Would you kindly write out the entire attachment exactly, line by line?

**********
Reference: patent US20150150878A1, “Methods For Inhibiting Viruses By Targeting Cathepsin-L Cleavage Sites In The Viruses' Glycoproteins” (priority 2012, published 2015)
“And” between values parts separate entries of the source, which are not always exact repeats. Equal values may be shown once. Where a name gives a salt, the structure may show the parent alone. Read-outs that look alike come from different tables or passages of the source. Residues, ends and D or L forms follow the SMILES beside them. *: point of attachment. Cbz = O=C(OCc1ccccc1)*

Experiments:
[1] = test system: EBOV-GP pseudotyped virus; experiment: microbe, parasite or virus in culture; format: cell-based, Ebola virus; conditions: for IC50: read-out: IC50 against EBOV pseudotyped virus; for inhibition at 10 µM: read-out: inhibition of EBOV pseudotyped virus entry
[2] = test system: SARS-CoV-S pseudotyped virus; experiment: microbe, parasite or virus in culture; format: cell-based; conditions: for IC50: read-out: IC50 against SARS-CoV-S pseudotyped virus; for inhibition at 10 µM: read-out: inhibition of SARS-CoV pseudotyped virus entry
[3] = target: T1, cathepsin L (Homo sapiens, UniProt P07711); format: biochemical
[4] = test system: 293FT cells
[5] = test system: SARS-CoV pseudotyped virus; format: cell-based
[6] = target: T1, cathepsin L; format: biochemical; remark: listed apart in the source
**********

Reference: patent US20150150878A1, “Methods For Inhibiting Viruses By Targeting Cathepsin-L Cleavage Sites In The Viruses' Glycoproteins” (priority 2012, published 2015)
“And” between values parts separate entries of the source, which are not always exact repeats. Equal values may be shown once. Where a name gives a salt, the structure may show the parent alone. Read-outs that look alike come from different tables or passages of the source. Residues, ends and D or L forms follow the SMILES beside them. *: point of attachment. Cbz = O=C(OCc1ccccc1)*

Experiments:
[1] = test system: EBOV-GP pseudotyped virus; experiment: microbe, parasite or virus in culture; format: cell-based, Ebola virus; conditions: for IC50: read-out: IC50 against EBOV pseudotyped virus; for inhibition at 10 µM: read-out: inhibition of EBOV pseudotyped virus entry
[2] = test system: SARS-CoV-S pseudotyped virus; experiment: microbe, parasite or virus in culture; format: cell-based; conditions: for IC50: read-out: IC50 against SARS-CoV-S pseudotyped virus; for inhibition at 10 µM: read-out: inhibition of SARS-CoV pseudotyped virus entry
[3] = target: T1, cathepsin L (Homo sapiens, UniProt P07711); format: biochemical
[4] = test system: 293FT cells
[5] = test system: SARS-CoV pseudotyped virus; format: cell-based
[6] = target: T1, cathepsin L; format: biochemical; remark: listed apart in the source